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*If this technique sounds familiar, it might be because what we're doing to the camera itself is very similar to the technique used by the Cat Cam, a project that went viral two years ago by putting small, time-lapse cameras on the collars of outdoor cats and watching where they go.The Cat Cam's technique uses a camera that's not easily available in the United States, and was written before Arduino really took off - hopefully this revisiting of the technique will help the DIY community rediscover and repurpose it in their projects.Webcams aren't practical for applications like kite photography or public photography, unless you feel like buying a 200 foot USB cable.And current techniques for stand-alone Arduino photography typically try to capture raw image data from CMOS cameras popped off of cell phones..believe me, unless you need to digitally upload or alter those photos in real time, you don't want to go down that road.
It will then walk you through wiring a simple set of transistor switch circuits that can be used by Arduino to turn the camera off and on and snap photos whenever your program desires.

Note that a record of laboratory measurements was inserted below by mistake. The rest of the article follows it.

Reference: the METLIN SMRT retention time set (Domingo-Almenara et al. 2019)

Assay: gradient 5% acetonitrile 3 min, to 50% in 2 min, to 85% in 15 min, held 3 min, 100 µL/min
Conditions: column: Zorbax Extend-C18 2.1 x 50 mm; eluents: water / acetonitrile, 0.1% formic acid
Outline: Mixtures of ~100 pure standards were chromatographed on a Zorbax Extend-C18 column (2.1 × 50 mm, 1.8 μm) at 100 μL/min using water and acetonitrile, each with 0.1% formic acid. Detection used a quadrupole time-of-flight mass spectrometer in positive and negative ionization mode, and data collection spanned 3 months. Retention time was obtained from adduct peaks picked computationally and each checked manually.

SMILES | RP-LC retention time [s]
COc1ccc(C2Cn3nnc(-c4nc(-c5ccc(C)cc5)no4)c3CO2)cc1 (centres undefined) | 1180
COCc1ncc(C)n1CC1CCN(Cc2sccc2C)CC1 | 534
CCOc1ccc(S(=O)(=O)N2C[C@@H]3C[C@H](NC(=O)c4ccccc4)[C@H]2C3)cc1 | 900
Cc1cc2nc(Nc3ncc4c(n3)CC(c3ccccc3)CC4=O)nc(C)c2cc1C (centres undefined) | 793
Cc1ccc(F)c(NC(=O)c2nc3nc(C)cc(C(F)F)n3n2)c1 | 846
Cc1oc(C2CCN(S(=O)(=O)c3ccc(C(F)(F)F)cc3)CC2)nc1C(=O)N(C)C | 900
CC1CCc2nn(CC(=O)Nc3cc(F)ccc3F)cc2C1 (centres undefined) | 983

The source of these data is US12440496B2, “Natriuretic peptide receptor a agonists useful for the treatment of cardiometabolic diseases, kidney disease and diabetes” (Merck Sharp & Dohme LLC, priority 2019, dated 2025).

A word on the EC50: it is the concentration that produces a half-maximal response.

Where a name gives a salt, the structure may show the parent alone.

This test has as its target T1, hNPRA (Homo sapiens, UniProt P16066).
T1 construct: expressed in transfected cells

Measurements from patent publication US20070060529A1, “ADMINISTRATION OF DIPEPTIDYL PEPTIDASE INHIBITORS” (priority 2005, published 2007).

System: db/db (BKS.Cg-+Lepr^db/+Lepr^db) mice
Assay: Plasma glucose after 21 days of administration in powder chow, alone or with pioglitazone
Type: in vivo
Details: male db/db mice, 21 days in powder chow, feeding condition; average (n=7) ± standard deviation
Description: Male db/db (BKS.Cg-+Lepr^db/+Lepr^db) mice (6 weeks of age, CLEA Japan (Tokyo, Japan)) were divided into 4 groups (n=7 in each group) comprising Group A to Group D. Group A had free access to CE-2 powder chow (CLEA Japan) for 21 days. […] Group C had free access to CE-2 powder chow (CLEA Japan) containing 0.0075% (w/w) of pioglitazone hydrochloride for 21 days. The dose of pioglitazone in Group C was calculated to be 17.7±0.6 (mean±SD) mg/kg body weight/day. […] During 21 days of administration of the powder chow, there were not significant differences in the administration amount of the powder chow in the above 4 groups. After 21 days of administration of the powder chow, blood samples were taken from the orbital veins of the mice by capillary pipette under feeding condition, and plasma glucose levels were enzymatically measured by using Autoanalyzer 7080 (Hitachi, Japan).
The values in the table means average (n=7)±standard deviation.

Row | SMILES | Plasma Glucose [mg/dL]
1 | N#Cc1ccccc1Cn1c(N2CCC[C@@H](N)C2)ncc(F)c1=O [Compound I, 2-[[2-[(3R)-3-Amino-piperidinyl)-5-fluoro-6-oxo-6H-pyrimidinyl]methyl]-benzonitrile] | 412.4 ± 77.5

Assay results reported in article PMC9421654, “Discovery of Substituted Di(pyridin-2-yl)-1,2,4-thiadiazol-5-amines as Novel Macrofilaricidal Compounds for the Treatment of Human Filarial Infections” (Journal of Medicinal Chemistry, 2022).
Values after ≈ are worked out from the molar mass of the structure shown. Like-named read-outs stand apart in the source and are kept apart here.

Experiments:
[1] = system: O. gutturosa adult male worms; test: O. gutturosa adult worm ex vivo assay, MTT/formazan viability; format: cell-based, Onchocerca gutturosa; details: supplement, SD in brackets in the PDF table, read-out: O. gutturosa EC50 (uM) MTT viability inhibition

*Helpful but not critical - a few spare AAA batteries. But if you intend to use your project more than a few times or over long periods of time, you'll need spares - the camera eats them. (Either normal-gauge plastic insulated, shown, or thin-gauge paint insulated is fine - both have their pros and cons; I tend to use paint insulated because I sometimes make custom male headers for my connections.) *Breadboard or other protoboard.
*Two longish pieces of white wire (for connecting transistors to Arduino) *Two longish pieces of black wire (for connecting ground from Arduino to breadboard) *Two longish pieces of red wire (for connecting high power from Arduino to breadboard) *Helpful, but not critical - an LED (for debugging output).
This allows us to use our Arduino to digitally "push down" on each button whenever we wish (via external transistors acting as switches).
When handling the circuit board, try to handle it by its edges whenever possible.